Today's post has been inspired by two things. The first was an article I read in Parents magazine called 7 Lies Parents Tell. It addressed "harmless" lies parents usually tell kids and why these lies don't help kids learn how to behave. These lies were along the lines of "it's against the law for 3-year-olds to use pacifiers, so now that you are a big girl you have to throw away your binky" or "Sparky got sick and went to live on a farm" and "this [shot at the doctor's] won't hurt a bit." Second, our pastor talked about social sins that we are all guilty of and reaffirmed why they are indeed sins. Of course he talked about lying that we all do when we're trying to keep the peace or omitting facts to make ourselves look better. He also made sure to mention how much God hates lying. We know this because the Bible says so.
All of this has made me extremely aware of what I tell my two-year-old. She has two bibs that she wears when she eats; a heart bib and a hippo bib. And she's getting to the age where she is developing definite opinions about what she wants to wear. I use both bibs, but sometimes I would rather use the hippo bib because it covers her better and catches food better. If we're eating something that has the potential to be particularly messy, I reach for the hippo bib.
Several times, however, as I would be snapping the hippo bib around her neck, she'd start shrieking "Heart bib! Heart bib! Heart bib!" I don't know why. She likes both bibs. Maybe she thought one matched her outfit better. But I do know that at the time I replied, "The heart bib is dirty. Let's use the hippo bib." She accepted this explanation and went on to chatter about the heart bib being dirty. I suppose I should point out that the heart bib was not dirty at the time. That, folks, was a lie.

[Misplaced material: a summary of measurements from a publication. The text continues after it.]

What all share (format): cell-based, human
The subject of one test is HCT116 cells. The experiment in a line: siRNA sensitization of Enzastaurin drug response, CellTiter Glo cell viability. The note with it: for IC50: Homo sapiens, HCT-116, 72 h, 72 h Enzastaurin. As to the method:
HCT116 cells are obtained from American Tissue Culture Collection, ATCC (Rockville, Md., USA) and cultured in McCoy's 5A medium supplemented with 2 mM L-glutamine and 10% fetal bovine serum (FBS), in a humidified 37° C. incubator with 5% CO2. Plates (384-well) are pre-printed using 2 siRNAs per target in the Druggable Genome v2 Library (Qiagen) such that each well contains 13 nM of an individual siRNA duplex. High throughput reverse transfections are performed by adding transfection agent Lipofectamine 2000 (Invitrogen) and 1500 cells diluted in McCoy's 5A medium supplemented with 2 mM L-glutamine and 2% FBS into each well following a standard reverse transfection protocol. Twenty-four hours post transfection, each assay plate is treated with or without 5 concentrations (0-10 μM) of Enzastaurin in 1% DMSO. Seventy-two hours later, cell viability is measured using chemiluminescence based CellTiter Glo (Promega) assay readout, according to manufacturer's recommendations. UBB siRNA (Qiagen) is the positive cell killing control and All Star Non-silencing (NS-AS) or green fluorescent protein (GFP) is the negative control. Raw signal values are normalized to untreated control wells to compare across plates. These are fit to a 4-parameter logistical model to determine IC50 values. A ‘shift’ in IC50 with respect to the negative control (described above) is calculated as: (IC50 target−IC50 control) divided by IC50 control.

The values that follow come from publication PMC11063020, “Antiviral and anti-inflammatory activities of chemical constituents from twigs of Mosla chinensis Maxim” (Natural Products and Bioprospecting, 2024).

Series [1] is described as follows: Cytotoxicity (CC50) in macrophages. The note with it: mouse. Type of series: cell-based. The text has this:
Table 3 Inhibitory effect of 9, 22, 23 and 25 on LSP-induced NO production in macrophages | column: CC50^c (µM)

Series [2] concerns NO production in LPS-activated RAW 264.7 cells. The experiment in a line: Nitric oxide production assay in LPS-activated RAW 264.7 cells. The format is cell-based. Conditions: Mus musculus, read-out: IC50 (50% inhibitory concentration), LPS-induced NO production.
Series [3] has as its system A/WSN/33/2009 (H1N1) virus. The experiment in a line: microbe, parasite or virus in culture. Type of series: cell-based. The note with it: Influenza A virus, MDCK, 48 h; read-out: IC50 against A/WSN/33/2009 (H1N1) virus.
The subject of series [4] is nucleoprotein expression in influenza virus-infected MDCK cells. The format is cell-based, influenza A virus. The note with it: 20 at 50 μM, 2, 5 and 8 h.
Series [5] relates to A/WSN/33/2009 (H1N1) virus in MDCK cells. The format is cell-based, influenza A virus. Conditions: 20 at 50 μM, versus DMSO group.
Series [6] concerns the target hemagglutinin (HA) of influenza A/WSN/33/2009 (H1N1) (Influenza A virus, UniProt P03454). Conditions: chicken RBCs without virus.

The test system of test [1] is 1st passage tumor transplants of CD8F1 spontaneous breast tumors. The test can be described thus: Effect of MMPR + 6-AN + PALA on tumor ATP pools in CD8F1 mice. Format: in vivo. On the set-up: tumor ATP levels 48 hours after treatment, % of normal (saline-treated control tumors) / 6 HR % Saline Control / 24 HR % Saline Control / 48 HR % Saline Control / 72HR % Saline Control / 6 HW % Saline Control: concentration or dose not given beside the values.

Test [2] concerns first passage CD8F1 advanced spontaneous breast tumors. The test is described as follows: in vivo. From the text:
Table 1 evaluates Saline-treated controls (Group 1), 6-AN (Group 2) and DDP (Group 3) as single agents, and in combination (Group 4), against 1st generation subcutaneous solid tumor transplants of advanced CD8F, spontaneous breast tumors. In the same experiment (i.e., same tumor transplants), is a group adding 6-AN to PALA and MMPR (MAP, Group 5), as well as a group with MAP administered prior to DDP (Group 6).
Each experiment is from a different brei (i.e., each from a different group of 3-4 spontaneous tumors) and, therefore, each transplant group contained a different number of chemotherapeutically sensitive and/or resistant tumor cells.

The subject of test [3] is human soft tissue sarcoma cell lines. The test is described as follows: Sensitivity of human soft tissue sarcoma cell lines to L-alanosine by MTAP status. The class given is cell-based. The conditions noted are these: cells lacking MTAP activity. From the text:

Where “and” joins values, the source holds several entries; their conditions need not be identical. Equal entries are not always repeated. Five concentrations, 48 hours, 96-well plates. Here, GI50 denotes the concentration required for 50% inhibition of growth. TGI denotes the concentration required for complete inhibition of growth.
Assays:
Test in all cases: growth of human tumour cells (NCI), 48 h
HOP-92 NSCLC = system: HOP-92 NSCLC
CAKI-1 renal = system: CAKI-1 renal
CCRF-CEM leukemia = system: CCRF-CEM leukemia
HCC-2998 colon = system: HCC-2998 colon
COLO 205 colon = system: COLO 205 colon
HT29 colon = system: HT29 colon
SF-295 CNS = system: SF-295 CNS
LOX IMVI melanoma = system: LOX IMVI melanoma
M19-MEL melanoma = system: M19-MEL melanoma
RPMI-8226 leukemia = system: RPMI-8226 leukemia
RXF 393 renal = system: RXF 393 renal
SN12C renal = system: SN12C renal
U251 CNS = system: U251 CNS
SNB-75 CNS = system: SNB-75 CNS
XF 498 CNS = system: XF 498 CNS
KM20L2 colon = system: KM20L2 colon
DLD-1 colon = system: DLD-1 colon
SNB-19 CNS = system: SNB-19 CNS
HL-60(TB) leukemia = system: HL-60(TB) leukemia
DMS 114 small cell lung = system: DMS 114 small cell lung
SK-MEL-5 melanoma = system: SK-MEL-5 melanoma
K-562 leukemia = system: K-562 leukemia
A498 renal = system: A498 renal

A few days later I was again putting the hippo bib on her and she looked at me knowingly and said "Heart bib's dirty." And went on to eat her meal in relative peace. I didn't correct her, because I wanted her wearing the hippo bib at the time. But that, too, was a lie by omission.
This all happened way before I read the article or went to church. But I was cut to the core when I realized that I lied to my toddler to keep the peace. And she's a little sponge. If this is something I develop a habit of, she will too, because how would she know any better? I now usually say "It's in the sink. You're wearing this one now." She's only 2...she usually doesn't need any more of an explanation than that.
I guess my point is that there is no reason ever to lie to your kids. You don't have to share all the information, but you don't need to lie about it either. If they are asking about something they don't need to know about, just tell them "You don't need to know that right now." Then change the subject. It's good for them to learn that there are some things that are none of their business. Or that they have to do some things because you're the parent and you said so. Or what the reality of the situation is, even if it's a little scary at the time. And most important, they WON'T learn a habit of telling lies. Because there is no reason to lie, ever. And because God hates lying. And if you're trying to raise your kids to please the Lord, teaching them to lie is the wrong way to go about it.